Ah, Thanksgiving, a joyous holiday when friends and family join us for football, lounging and all-day tryptophan-filled turkey tasting. The smell of cinnamon, nutmeg, pumpkin pie and turkey all baking in the oven slowly filter through the house, driving you — and your dog — slowly mad. With all of this temptation, it’s tough not to get distracted, but let’s not forget that with delicious human food comes pet risk. As a board-certified veterinary specialist in both emergency critical care and toxicology, I felt it would be a good idea to tell you how to avoid a visit to the animal ER!
Here are a few simple tips to help pet-proof this Thanksgiving holiday (which would make your emergency veterinarian grateful too!).
Keep your dog out of the kitchen—or better yet, crate him.
Accidental counter-surfing can result in severe poisoning to your pet, ruining your holiday and causing you shame when you have to induce vomiting in your dog in front of all your friends and family (Always check with your veterinarian or ASPCA Animal Poison Control Center prior to inducing vomiting).
Don’t let friends and family feed your pets
Next, make sure your guests know the house rules: Don’t feed your pets. Your friends and family may not be aware of the common kitchen foods that are quite poisonous to pets. Politely inform all your guests to keep their food out of reach and to ask permission before feeding any treats (particularly if your pet has food allergies).
Dump the trash
Somehow, your dog will find a way to get into it, and the leftover corn-on-the-cob, yummy string that goes around the turkey legs, turkey skin, bones, moldy food, and fatty grizzle all pose a threat to your pet. Potential problems from “garbage gut” include gastroenteritis (e.g., vomiting, diarrhea, abdominal pain), pancreatitis (severe inflammation of the pancreas), a gastrointestinal obstruction, or even tremors or seizures.
The most dangerous Thanksgiving foods
So, what tops the list for the most-dangerous, Thanksgiving foods? Check out my top 7 list here:
Raisins are commonly found in stuffing, baked goods and as snacks. When ingested, these fruits from the Vitus sp. can result in severe acute kidney injury. Signs of poisoning often don’t show up for days, until kidney failure has already taken place.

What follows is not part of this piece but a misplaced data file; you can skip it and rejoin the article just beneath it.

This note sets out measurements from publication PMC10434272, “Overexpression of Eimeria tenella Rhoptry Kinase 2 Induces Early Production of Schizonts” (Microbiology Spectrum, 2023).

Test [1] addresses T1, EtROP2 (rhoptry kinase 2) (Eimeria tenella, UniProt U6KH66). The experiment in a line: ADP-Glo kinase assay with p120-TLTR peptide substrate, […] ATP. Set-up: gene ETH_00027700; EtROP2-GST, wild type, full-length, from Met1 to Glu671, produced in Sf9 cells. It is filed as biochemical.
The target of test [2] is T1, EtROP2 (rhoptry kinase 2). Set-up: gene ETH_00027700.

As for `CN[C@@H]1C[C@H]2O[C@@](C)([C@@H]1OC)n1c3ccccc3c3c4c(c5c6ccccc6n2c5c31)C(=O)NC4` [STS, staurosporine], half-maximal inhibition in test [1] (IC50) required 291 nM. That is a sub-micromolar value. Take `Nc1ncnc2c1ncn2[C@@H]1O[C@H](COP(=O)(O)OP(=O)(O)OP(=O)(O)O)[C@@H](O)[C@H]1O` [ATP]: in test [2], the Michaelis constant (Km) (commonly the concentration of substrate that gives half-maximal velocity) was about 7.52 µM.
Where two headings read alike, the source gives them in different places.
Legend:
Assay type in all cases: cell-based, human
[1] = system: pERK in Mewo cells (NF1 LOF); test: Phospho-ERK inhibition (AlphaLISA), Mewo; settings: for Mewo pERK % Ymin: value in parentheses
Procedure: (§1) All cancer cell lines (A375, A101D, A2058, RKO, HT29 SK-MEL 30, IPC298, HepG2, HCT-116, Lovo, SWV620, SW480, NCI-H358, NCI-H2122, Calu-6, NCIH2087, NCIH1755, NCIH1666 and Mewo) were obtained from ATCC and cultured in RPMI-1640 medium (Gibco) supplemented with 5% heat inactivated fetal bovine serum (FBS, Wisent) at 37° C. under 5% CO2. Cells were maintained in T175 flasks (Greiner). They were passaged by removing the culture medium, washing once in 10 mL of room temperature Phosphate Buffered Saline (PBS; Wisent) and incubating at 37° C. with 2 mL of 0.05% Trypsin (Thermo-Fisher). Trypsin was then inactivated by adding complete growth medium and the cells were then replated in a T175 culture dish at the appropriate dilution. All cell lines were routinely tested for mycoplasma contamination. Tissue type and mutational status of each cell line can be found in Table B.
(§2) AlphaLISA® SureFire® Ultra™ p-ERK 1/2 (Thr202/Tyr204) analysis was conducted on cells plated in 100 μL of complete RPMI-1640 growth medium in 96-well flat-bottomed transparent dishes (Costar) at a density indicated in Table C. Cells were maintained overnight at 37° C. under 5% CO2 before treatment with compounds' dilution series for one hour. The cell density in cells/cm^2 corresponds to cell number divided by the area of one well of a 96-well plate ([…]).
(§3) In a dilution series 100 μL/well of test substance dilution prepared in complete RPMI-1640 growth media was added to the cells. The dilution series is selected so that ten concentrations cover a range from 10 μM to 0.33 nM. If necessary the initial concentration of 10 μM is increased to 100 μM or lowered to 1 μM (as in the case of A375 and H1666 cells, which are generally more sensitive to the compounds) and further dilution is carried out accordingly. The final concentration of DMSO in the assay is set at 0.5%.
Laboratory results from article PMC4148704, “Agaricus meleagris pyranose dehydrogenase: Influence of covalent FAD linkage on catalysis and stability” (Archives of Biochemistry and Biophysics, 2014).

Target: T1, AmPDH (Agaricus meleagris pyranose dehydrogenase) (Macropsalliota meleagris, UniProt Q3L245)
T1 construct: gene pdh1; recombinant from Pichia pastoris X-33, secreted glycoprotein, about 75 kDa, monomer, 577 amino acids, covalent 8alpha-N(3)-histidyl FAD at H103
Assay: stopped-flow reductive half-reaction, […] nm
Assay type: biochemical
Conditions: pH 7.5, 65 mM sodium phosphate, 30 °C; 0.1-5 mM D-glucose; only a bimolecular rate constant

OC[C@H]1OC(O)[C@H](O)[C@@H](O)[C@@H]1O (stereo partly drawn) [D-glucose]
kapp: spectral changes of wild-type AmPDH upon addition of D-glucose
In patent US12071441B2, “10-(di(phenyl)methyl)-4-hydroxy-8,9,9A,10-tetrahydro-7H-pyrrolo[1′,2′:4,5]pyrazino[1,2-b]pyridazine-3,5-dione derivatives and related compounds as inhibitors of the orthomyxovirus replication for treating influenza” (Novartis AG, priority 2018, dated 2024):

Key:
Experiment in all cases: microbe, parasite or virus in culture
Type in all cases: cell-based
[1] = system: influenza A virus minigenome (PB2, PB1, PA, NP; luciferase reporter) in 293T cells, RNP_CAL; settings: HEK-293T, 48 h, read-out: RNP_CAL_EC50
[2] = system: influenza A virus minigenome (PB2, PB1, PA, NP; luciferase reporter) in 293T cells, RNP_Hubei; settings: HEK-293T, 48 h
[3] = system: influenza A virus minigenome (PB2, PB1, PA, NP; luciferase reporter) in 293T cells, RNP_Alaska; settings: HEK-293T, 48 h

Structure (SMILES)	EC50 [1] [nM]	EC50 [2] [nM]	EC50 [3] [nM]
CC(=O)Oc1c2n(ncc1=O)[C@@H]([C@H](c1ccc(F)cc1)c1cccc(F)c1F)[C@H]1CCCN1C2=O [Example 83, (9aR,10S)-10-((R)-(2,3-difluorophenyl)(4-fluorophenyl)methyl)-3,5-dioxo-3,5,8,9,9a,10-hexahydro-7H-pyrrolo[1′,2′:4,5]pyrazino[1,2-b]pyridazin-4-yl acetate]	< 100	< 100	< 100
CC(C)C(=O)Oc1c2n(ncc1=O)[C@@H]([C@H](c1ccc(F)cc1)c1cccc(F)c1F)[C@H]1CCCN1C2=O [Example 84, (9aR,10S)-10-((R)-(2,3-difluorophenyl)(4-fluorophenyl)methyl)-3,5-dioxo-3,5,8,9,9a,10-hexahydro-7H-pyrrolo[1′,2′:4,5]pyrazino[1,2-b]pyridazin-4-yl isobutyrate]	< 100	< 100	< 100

If you have any calorie-counting chefs in the kitchen (I mean, really, why bother on this holiday?), you may want to verify that they haven’t used any xylitol in the baked goods. Xylitol, a natural sugar-free sweetener, is a sugar substitute used in a ton of products nowadays: baked goods, certain brands of peanut butter, gums, mints, mouthwashes, nasal sprays, chewable vitamins, etc. When ingested by dogs, it can result in a massive insulin spike, causing a life-threatening hypoglycemia (low blood sugar) and even liver failure with higher doses.
While I’m guilty of feeding my own dog table food (and yes, he gets to lick the dinner plate when I’m done), I’m savvy about what is healthy and not. Fatty table scraps like gravy, turkey skin, etc. are potentially dangerous to your dog, as they can result in severe pancreatitis. Certain breeds are especially sensitive, including miniature schnauzers, Shetland sheepdogs, and Yorkshire terriers. Even a piece of bacon can trigger pancreatitis in dogs, so when in doubt, don’t feed it to your dog or cat!
Huge no-no. While you may think you’re giving your dog a treat, you’re actually putting him at risk for a possible foreign body obstruction. I’ve seen the rare dog die from getting a chunk of bone stuck in the esophagus. The bones can also get stuck in the stomach or intestines, potentially resulting in a perforation (or rupture) of the intestines.
Okay, this toxic food is a bit overhyped, as it typically takes a large ingestion to result in poisoning in dogs. That said, when ingested, these common kitchen foods from the Allium sp. can result in oxidative damage to the red blood cells, making these cells more likely to rupture (e.g., hemolyze). Cats are especially sensitive, and can develop a severe anemia (low red blood cell count) from even small amounts. Thankfully, this is typically seen more with chronic ingestion (e.g., when they are eating it for days), but to be safe, keep these out of reach.
About to throw some fresh bread in the oven? Make sure your dog doesn’t eat the raw yeast dough first. When this occurs, your dog’s stomach acts like an artificial oven, making the yeast rise and release carbon dioxide, causing a distended abdomen and potential life-threatening gastric dilatation-volvulus (GDV). Next, the yeast and sugar in the unbaked dough are metabolized to alcohol, which can result in secondary alcohol poisoning in your dog.
As mentioned above, we can see alcohol poisoning from weird sources (e.g., unbaked yeast bread dough, rum-soaked fruitcake, etc.). Likewise, dogs can be poisoned by ingesting alcoholic drinks, so keep the mixed drinks and beer away from your dog. Accidental ingestion can cause severe coma, slowed respiration, and a life-threateningly low blood sugar in your dog.
If you think your dog or cat ingested something poisonous, contact your veterinarian emergency veterinarian, or the ASPCA Animal Poison Control Center for life-saving care, right away. When it comes to any poisoning situation, the sooner you diagnose it, the easier it is to potentially treat, less invasive it is to your pet, and the less expensive it is for you. Now, that’s something to be grateful for.
If you have any questions or concerns, you should always visit or call your veterinarian – they are your best resource to ensure the health and well-being of your pets.